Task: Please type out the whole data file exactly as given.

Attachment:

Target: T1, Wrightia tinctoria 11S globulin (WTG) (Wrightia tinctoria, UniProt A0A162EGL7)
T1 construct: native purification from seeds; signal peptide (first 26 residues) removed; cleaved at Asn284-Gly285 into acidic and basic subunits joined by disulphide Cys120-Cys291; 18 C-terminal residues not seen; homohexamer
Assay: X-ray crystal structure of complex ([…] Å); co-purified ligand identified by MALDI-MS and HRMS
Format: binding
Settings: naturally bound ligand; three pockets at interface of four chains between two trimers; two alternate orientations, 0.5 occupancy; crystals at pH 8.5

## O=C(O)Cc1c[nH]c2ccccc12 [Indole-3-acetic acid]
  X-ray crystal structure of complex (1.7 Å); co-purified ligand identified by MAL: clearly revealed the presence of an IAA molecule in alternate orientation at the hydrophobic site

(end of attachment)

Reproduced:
Target: T1, Wrightia tinctoria 11S globulin (WTG) (Wrightia tinctoria, UniProt A0A162EGL7)
T1 construct: native purification from seeds; signal peptide (first 26 residues) removed; cleaved at Asn284-Gly285 into acidic and basic subunits joined by disulphide Cys120-Cys291; 18 C-terminal residues not seen; homohexamer
Assay: X-ray crystal structure of complex ([…] Å); co-purified ligand identified by MALDI-MS and HRMS
Format: binding
Settings: naturally bound ligand; three pockets at interface of four chains between two trimers; two alternate orientations, 0.5 occupancy; crystals at pH 8.5

## O=C(O)Cc1c[nH]c2ccccc12 [Indole-3-acetic acid]
  X-ray crystal structure of complex (1.7 Å); co-purified ligand identified by MAL: clearly revealed the presence of an IAA molecule in alternate orientation at the hydrophobic site